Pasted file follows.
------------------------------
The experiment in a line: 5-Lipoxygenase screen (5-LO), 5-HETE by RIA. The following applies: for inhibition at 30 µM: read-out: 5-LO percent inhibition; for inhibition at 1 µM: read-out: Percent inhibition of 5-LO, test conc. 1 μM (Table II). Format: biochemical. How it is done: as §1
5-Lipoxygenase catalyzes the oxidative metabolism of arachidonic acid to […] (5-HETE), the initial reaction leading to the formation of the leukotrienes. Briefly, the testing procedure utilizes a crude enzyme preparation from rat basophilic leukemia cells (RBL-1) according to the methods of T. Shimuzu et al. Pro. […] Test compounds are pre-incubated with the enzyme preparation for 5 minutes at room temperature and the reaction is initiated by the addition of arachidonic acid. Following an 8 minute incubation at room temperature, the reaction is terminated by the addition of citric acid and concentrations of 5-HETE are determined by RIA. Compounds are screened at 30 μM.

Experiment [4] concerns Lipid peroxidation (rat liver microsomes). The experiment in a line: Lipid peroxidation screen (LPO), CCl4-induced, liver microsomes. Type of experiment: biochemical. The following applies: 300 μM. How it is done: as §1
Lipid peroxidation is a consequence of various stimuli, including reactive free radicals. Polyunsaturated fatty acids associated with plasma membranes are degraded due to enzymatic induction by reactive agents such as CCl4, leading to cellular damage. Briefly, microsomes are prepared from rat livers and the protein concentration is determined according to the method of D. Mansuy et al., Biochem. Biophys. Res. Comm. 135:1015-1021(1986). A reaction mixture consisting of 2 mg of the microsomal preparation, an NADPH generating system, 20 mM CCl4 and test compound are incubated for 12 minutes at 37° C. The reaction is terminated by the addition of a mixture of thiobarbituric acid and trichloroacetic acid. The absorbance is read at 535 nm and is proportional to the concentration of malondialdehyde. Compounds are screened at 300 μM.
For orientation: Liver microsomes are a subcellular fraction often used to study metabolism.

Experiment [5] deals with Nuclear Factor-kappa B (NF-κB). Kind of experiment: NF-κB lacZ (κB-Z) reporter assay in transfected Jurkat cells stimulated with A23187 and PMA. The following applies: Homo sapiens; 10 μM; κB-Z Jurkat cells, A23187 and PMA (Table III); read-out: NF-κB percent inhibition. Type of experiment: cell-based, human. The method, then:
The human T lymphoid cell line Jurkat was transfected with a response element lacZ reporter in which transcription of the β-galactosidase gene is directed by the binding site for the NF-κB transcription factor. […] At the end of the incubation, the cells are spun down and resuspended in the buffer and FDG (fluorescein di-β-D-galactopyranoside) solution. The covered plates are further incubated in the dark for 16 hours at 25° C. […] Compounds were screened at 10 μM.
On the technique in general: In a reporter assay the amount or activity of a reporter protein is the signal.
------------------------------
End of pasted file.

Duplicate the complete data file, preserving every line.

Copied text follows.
The experiment in a line: 5-Lipoxygenase screen (5-LO), 5-HETE by RIA. The following applies: for inhibition at 30 µM: read-out: 5-LO percent inhibition; for inhibition at 1 µM: read-out: Percent inhibition of 5-LO, test conc. 1 μM (Table II). Format: biochemical. How it is done: as §1
5-Lipoxygenase catalyzes the oxidative metabolism of arachidonic acid to […] (5-HETE), the initial reaction leading to the formation of the leukotrienes. Briefly, the testing procedure utilizes a crude enzyme preparation from rat basophilic leukemia cells (RBL-1) according to the methods of T. Shimuzu et al. Pro. […] Test compounds are pre-incubated with the enzyme preparation for 5 minutes at room temperature and the reaction is initiated by the addition of arachidonic acid. Following an 8 minute incubation at room temperature, the reaction is terminated by the addition of citric acid and concentrations of 5-HETE are determined by RIA. Compounds are screened at 30 μM.

Experiment [4] concerns Lipid peroxidation (rat liver microsomes). The experiment in a line: Lipid peroxidation screen (LPO), CCl4-induced, liver microsomes. Type of experiment: biochemical. The following applies: 300 μM. How it is done: as §1
Lipid peroxidation is a consequence of various stimuli, including reactive free radicals. Polyunsaturated fatty acids associated with plasma membranes are degraded due to enzymatic induction by reactive agents such as CCl4, leading to cellular damage. Briefly, microsomes are prepared from rat livers and the protein concentration is determined according to the method of D. Mansuy et al., Biochem. Biophys. Res. Comm. 135:1015-1021(1986). A reaction mixture consisting of 2 mg of the microsomal preparation, an NADPH generating system, 20 mM CCl4 and test compound are incubated for 12 minutes at 37° C. The reaction is terminated by the addition of a mixture of thiobarbituric acid and trichloroacetic acid. The absorbance is read at 535 nm and is proportional to the concentration of malondialdehyde. Compounds are screened at 300 μM.
For orientation: Liver microsomes are a subcellular fraction often used to study metabolism.

Experiment [5] deals with Nuclear Factor-kappa B (NF-κB). Kind of experiment: NF-κB lacZ (κB-Z) reporter assay in transfected Jurkat cells stimulated with A23187 and PMA. The following applies: Homo sapiens; 10 μM; κB-Z Jurkat cells, A23187 and PMA (Table III); read-out: NF-κB percent inhibition. Type of experiment: cell-based, human. The method, then:
The human T lymphoid cell line Jurkat was transfected with a response element lacZ reporter in which transcription of the β-galactosidase gene is directed by the binding site for the NF-κB transcription factor. […] At the end of the incubation, the cells are spun down and resuspended in the buffer and FDG (fluorescein di-β-D-galactopyranoside) solution. The covered plates are further incubated in the dark for 16 hours at 25° C. […] Compounds were screened at 10 μM.
On the technique in general: In a reporter assay the amount or activity of a reporter protein is the signal.